Students’ perceptions of the rules and restrictions of gender at school: a psychometric evaluation of the Gender Climate Scale (GCS)

Jacqueline Ullman*, Lucy Hobby, Natasha R. Magson, Hua Flora Zhong

*Corresponding author for this work

Research output: Contribution to journalArticlepeer-review

2 Citations (Scopus)
45 Downloads (Pure)


Research in the field of gender and sexuality diversity and, more specifically, negative attitudes toward gender and sexuality diverse individuals, has acknowledged the relationship between individuals’ endorsement of sex-differentiated, normative gender roles and their attitudes toward gender and sexuality diversity. Such work has highlighted how normative expectations of gender, drawn from binarized gender roles, sit at the heart of homophobic and transphobic attitudes. Previous research in high school settings has measured gender and sexuality diverse (GSD) students’ experiences of homo/transphobic harassment as an element of ‘school climate’ with regard to acceptance of gender and sexuality diversity. However, to date, no research has measured GSD students’ perceptions about how valued binarized, gender-normative roles are at their schools, or the ways in which these norms might impact, and potentially constrain, these students’ academic and social schooling lives. The aim of the present study was to address this gap by developing and testing a new, multidimensional measure (the Gender Climate Scale; GCS) of GSD students’ ideas about how gender norms function within their school. Using a convenience sample of 2,376 Australian high school students who identify as GSD, the GCS was evaluated for its reliability, construct, and criterion validity and measurement invariance using confirmatory factor analysis (CFA) methods. Findings revealed that the estimates produced from the GCS were reliable, valid, and invariant across student reported gender (male/female/non-binary) and location (urban/rural). Criterion validity was supported, with GCS factors representing the promotion of traditional gender roles in the schooling environment negatively associated with perceived school belonging and inclusion and positively associated with bullying and social isolation. Future research with the GCS can inform school and curriculum policy on this important measure of school climate, not just for GSD students but for whole student cohorts.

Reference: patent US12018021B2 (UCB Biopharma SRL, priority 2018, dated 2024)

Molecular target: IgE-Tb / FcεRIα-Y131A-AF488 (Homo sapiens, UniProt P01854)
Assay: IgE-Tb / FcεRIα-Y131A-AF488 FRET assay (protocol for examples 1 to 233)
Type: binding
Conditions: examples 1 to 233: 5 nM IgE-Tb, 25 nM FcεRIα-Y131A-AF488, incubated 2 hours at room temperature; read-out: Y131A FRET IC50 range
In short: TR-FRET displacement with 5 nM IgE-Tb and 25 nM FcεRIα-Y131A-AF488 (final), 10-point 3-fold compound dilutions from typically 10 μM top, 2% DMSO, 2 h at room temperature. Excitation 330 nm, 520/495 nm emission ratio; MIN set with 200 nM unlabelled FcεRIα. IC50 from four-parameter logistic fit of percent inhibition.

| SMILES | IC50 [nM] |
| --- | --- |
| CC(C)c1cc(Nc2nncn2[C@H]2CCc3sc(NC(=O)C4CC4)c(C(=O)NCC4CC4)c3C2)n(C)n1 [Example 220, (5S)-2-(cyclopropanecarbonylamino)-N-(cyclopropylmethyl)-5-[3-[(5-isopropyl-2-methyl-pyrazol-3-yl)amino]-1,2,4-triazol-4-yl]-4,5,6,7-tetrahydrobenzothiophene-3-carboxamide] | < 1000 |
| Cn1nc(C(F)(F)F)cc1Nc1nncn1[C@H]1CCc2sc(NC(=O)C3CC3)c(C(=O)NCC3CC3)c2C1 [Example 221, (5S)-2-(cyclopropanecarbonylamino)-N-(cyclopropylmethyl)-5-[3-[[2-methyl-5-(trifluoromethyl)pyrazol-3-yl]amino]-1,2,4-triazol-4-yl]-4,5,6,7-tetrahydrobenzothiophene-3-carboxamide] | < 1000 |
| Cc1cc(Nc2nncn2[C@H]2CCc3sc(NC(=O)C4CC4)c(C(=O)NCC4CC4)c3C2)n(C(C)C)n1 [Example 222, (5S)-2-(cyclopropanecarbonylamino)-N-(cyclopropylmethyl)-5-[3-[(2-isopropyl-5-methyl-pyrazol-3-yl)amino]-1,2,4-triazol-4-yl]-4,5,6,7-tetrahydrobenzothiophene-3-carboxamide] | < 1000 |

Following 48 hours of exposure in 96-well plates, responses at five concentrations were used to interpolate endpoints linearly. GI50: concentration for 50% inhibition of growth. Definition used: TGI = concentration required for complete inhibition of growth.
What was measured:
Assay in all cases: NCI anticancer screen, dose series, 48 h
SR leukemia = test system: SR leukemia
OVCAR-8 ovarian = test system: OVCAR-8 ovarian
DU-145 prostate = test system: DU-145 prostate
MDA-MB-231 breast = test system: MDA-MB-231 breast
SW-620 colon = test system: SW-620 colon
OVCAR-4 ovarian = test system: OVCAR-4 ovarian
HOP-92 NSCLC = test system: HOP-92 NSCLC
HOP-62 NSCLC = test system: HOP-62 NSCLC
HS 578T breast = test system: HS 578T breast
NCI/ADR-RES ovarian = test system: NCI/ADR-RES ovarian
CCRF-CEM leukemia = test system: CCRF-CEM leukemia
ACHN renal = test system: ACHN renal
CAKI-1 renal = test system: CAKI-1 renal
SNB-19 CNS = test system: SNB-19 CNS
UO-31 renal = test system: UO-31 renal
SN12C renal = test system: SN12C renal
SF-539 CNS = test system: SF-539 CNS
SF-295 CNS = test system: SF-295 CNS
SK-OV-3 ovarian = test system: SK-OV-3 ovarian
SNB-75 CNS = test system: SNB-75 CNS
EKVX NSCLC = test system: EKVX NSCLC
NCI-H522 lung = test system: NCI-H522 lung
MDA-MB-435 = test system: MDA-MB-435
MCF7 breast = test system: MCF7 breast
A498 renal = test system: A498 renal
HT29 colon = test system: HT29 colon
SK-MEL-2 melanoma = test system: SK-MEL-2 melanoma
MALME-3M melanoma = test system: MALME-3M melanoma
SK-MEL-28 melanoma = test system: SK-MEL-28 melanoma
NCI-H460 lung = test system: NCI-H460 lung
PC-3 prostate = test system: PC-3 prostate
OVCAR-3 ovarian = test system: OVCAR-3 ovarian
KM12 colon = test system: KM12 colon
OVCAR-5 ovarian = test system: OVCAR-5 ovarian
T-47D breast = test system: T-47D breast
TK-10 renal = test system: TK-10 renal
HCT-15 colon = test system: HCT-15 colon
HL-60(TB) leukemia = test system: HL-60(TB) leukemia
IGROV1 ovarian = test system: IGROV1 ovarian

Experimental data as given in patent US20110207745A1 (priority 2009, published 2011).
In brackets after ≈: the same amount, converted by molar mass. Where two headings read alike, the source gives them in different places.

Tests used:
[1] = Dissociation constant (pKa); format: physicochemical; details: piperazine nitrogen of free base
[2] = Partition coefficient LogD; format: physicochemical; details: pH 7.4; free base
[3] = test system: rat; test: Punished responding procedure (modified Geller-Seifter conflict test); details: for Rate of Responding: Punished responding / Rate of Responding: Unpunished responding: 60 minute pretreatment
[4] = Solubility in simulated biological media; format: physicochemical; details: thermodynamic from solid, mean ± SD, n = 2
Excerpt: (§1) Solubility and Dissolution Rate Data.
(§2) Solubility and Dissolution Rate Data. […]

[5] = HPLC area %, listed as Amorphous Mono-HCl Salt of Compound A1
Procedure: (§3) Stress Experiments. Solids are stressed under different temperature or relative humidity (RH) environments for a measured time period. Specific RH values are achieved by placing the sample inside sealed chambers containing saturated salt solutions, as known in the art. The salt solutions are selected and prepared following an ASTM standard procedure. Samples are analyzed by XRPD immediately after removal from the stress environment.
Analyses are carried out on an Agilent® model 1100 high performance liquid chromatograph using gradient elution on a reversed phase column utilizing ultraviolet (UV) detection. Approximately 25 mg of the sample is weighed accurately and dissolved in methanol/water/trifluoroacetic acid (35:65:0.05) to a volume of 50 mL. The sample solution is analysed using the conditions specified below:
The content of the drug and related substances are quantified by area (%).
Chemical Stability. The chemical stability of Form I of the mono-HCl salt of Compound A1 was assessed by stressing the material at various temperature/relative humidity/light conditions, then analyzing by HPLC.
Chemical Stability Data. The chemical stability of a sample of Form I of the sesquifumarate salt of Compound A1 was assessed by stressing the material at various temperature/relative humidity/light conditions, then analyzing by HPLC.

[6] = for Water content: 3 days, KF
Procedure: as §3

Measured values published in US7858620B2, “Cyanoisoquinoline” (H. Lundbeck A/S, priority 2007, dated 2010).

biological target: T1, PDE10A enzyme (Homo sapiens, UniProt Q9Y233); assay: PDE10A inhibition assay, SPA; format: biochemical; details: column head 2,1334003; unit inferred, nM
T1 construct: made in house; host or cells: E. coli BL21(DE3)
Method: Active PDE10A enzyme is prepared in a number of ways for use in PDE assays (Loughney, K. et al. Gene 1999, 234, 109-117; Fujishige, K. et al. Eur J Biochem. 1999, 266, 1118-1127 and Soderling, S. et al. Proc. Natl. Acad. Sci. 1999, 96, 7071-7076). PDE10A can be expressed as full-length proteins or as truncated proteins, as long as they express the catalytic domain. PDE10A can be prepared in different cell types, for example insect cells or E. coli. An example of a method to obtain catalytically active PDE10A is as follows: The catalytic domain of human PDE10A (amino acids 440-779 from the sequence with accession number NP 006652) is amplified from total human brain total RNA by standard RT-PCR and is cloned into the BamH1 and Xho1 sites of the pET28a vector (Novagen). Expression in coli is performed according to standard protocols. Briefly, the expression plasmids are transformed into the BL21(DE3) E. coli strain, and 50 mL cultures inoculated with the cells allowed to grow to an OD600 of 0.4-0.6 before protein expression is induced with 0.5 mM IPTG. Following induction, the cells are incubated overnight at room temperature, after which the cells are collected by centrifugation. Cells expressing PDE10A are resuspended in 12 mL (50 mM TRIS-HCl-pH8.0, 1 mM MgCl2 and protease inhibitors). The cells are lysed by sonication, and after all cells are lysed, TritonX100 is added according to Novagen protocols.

Original languageEnglish
Article number1095255
Pages (from-to)1-13
Number of pages13
JournalFrontiers in Psychology
Publication statusPublished - 2 Mar 2023

Bibliographical note

Copyright the Author(s) 2023. Version archived for private and non-commercial use with the permission of the author/s and according to publisher conditions. For further rights please contact the publisher.


  • construct validity
  • factor analysis
  • school climate
  • gender
  • sexuality
  • education


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